"You'll only have sex with this one person for the rest of your life." Most people are expected to convert that rule into a legal contract called Marriage. In many countries, adultery is illegal. In the U.S alone, 20 states still have laws against adultery. Punishments range from a $10 fine in Maryland to 3 years of prison time in Massachusetts. In India, the act of adultery is charged with imprisonment for five years, or a fine, or sometimes, both.

From Tall, Dark and Handsomes to innocent, domestic and cultured women, Mills & Boons and many such novels brought the era of Romanticism back into the 20th century. What began in the 1750s in Europe and in the minds of poets, artists and philosophers, Romanticism soon spread quickly and conquered the rest of the world.


It first created a union of love and sex deeming it impossible to have extraordinary sex without love, thus elevating sex to the supreme expression of love. Romanticism, then being extremely hopeful of marriage, took the concept of Marriage, termed it as a practical and an emotionally temperate union, and fused it with a passionate love story to create the story of a life-long passionate love marriage. The side effects being infrequent sex, sex before marriage, multiple partners and adultery being classified under catastrophes.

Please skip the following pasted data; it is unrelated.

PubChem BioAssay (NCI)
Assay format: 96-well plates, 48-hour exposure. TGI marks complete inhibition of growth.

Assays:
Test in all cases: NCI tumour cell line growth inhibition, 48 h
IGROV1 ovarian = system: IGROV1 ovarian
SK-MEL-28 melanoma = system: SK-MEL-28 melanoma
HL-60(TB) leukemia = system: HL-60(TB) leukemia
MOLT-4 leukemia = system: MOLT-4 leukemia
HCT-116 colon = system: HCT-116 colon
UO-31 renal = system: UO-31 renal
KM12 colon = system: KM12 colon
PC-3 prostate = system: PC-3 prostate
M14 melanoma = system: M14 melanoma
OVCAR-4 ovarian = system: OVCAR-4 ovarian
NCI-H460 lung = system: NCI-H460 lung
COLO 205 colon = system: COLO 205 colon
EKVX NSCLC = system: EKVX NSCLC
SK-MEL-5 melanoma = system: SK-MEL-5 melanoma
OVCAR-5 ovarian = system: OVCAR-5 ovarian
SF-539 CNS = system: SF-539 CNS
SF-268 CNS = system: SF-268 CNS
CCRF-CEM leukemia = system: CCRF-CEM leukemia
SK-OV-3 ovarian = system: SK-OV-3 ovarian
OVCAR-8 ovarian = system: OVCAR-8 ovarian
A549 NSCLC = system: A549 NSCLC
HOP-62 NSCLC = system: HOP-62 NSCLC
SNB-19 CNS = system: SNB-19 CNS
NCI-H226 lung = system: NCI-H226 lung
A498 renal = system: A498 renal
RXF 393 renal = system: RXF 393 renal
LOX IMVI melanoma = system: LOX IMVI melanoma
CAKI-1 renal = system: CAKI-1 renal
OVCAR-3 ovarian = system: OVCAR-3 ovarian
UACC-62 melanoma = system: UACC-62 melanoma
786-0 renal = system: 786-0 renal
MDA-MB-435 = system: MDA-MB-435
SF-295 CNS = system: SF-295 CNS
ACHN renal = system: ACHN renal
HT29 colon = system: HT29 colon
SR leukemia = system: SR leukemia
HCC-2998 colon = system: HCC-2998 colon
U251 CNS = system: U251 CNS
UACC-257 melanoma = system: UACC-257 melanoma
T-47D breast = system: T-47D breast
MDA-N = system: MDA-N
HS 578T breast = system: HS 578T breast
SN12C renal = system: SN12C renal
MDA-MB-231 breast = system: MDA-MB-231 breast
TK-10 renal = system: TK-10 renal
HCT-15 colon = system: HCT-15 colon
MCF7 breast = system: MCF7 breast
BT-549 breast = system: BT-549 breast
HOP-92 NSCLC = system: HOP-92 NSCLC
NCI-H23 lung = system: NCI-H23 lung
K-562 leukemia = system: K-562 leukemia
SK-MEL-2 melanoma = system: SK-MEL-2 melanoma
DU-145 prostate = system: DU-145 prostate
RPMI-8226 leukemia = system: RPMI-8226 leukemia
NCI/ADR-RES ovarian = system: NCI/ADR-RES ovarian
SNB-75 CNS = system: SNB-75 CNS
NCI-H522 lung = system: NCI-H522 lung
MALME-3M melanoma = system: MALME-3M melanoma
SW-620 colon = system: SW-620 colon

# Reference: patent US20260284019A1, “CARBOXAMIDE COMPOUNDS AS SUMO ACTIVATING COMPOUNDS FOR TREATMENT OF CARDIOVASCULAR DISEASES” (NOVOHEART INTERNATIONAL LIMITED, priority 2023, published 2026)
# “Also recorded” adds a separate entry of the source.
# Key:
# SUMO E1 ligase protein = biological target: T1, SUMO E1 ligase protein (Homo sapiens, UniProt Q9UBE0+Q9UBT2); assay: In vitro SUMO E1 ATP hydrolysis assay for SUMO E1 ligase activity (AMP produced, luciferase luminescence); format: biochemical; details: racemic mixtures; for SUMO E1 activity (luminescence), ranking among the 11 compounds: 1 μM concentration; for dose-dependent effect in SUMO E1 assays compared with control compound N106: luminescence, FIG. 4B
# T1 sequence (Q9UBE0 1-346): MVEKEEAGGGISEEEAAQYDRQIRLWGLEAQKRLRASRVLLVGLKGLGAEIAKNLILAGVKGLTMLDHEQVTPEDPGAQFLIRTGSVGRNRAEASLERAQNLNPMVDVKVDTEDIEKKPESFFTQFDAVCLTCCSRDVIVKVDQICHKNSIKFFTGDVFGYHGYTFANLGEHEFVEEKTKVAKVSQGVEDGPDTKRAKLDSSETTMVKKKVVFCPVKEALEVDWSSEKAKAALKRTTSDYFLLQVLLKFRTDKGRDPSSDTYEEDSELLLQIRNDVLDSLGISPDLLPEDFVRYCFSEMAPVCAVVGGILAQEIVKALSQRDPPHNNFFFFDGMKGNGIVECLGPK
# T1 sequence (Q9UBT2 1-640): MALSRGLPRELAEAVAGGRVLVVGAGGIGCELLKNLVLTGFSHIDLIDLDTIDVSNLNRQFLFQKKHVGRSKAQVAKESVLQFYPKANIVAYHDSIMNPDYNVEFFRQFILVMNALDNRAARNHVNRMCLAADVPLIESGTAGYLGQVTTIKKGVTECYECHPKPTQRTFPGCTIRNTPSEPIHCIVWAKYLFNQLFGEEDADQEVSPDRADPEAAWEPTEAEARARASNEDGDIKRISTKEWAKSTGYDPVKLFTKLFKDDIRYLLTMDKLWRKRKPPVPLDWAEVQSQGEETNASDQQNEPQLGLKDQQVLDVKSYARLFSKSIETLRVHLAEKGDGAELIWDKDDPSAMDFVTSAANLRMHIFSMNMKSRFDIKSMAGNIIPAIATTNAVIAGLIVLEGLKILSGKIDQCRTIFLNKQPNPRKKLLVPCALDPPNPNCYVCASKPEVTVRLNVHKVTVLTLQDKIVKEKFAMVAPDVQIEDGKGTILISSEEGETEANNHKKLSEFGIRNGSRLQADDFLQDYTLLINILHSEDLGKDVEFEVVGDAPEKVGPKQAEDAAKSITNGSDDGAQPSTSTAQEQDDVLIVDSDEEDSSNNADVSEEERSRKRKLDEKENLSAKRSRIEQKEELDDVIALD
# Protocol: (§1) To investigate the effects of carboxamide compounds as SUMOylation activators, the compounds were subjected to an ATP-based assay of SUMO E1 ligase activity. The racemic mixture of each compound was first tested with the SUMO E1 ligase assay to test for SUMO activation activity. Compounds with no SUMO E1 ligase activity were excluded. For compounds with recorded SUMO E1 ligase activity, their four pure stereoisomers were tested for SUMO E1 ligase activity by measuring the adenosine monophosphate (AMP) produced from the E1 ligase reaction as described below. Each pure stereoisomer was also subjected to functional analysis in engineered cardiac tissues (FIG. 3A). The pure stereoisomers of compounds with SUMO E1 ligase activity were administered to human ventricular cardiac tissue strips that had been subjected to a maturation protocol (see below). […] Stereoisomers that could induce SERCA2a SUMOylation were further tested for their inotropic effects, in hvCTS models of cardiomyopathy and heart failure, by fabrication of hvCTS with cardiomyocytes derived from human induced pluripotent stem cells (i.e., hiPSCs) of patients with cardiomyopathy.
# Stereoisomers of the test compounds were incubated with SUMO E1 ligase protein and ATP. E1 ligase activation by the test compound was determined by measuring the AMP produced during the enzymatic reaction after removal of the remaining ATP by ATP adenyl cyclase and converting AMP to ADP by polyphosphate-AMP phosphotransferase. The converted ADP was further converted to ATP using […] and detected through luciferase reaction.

As a result, Romanticism had a devastating impact on people's ability to lead successful emotional lives. The salvation of love lay in overcoming a succession of errors within romanticism.

So what does Nature have to say about our adopted Monogamous lifestyle?

Monogamy seems quite scarce in the animal kingdom, dominated by a few romantic characters such as the Diplozoon paradoxum, a parasitic tapeworm that fuses with its partner for life.


But we can't compare ourselves to tapeworm, so should the need for comparison arrive, it should include our cousins, the bonobos and chimps.